It is the landscape that ultimately decides what is built or cultivated nearby, which industries thrive or die, or how secure a settlement is.
The more I explore of my local area, the more I understand what it means to live and work here. Like threads in a beautiful hand-woven rug, each strand, all not immediately obvious, inextricably bound together, are woven to make up a brilliant cultural tapestry that is Buckinghamshire and the Chilterns. I was recently invited to … Continue reading A brilliant cultural tapestry
Whilst out on our walk this morning, two vivid speckled birds with yellow faces and breasts, burst out of the undergrowth and landed on a branch nearby. Startled, the pair didn't seem too bothered by Leo and I, which surprised me, as a dog will make birds nervous. As we walked along the path, they bounced … Continue reading A little bit of bread and no cheeeese!
The fire had been provided by a portable BBQ, that now lay discarded with accompanying beer bottles under a tree just behind the mausoleum. I am sure Sir Francis Dashwood, creator of all I could see, would have approved of the party, but not the litter. Perhaps I was subconscioulsy drawn to West Wycombe hill that … Continue reading Hellfire On a Hill
England went mad: with the Easter weather forecast of doom for three of the four-day weekend, today was the day to get out. And get out everyone did! Up and down the land, queues formed for just about everything. Having just renewed my National Trust membership, I was eager to visit Stowe House and Gardens near Buckingham, once the … Continue reading Good Shot Terry!
Part of the Stonehenge and Avebury World Heritage Site, Avebury is the more intriguing spectacle; a mishmash of the quaint, medieval, neolithic monuments, ditches, hedgehogs and druids. Thousands of years of chalk dust, stirred up by the tread of leather along the Ridgeway and around the ancient stones and mysterious monuments that dot the Wiltshire … Continue reading Who knew Hedgehogs could dominate the landscape?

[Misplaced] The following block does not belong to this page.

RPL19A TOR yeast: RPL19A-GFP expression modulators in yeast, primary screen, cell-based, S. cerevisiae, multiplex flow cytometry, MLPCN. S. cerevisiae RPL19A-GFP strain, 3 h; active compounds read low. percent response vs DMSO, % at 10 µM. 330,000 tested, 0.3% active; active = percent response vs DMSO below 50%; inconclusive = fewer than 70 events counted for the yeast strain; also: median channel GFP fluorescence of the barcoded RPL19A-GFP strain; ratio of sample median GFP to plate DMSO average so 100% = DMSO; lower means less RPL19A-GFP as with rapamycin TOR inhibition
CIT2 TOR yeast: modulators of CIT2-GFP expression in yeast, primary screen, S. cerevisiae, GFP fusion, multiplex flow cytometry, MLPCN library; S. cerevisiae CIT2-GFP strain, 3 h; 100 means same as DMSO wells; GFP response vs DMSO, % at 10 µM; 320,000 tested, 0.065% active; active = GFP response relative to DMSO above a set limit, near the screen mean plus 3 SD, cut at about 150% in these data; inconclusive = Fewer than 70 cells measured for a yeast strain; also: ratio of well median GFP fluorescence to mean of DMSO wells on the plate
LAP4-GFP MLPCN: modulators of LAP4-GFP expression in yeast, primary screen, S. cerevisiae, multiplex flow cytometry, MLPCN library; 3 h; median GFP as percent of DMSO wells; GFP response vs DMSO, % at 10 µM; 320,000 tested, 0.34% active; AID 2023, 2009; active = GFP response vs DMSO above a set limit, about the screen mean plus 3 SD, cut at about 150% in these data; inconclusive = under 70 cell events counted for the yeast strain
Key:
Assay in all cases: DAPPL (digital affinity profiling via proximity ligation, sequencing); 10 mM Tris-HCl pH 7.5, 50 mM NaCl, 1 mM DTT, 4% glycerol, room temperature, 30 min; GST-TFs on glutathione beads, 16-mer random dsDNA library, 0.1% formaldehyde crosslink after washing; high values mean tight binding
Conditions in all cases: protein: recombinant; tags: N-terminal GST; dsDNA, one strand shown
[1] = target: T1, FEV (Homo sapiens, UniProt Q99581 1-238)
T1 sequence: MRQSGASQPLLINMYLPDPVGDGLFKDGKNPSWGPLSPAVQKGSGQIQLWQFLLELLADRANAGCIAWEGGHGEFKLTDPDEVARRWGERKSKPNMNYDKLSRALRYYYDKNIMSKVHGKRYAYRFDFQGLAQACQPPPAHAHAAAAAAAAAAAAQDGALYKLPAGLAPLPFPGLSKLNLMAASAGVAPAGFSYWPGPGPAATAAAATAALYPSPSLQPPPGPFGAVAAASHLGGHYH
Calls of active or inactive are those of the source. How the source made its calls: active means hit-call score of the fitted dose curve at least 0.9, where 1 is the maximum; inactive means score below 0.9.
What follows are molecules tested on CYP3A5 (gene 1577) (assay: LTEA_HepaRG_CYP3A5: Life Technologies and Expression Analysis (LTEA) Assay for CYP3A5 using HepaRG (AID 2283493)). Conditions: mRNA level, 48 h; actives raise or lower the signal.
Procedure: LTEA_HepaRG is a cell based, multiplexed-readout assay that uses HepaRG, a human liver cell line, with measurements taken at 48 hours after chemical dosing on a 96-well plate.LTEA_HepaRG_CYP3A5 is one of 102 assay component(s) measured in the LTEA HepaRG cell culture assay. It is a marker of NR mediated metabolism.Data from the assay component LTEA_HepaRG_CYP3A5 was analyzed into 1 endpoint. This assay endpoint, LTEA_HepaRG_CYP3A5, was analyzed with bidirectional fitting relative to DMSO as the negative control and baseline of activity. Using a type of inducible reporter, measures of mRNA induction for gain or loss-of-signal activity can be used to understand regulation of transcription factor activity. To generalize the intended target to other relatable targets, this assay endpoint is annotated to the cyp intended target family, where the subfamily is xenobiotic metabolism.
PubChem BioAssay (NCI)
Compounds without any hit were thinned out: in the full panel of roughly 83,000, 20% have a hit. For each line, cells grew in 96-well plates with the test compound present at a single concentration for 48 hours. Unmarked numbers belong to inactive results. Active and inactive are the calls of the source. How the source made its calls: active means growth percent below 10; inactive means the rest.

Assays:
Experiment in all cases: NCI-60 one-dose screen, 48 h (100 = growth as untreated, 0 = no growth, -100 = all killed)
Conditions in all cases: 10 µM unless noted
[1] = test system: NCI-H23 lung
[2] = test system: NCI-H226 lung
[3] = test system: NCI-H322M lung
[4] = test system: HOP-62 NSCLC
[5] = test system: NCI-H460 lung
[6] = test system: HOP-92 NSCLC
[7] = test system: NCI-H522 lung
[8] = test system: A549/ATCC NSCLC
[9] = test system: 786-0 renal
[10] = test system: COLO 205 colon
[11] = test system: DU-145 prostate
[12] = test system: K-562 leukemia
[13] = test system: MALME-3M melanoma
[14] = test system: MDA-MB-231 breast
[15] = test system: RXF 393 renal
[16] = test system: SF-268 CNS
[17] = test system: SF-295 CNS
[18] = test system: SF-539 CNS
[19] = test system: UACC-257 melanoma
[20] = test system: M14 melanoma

Once the larder for London, the Chilterns' are enjoying a revival of food fortunes with independent producers setting up their stalls across the hills. I heard on the grapevine that pickers were needed to help bring in the Solaris harvest at Frithsden vineyard last month. 40 or so volunteers, including locals and "I missed it … Continue reading I heard it on the grapevine
Like Nuffield Place, Wormsley Estate is also typical of the Chilterns: slightly bonkers, intriguing and tucked away in a beautiful place you have probably only cycled past along the boundary-hugging Bridleway. The home of cricket and opera, not two pastimes I would associate with the same venue, but hey, that’s the Chilterns for you. I should … Continue reading Wormsley Estate, home to cricket and opera
It has taken me 25 years, but finally I made it to the Sussex Heritage Coast and to wonder at those iconic white cliffs - not of Dover - but the Seven Sisters and in particular Birling Gap, further west along the coast. I had only ever glimpsed those white cliffs through a sea fog, or … Continue reading The Seven Sisters
A day to discover what lies beneath turned into an altogether unexpected musical encounter as I headed out to spend a morning learning about the archeology that litters the floor of an ancient Chilterns woodland at Pigotts Wood. Near High Wycombe, Pigotts Woods is really tucked away in the Chiltern Hills, and if I hadn’t been in such a … Continue reading The Top Dog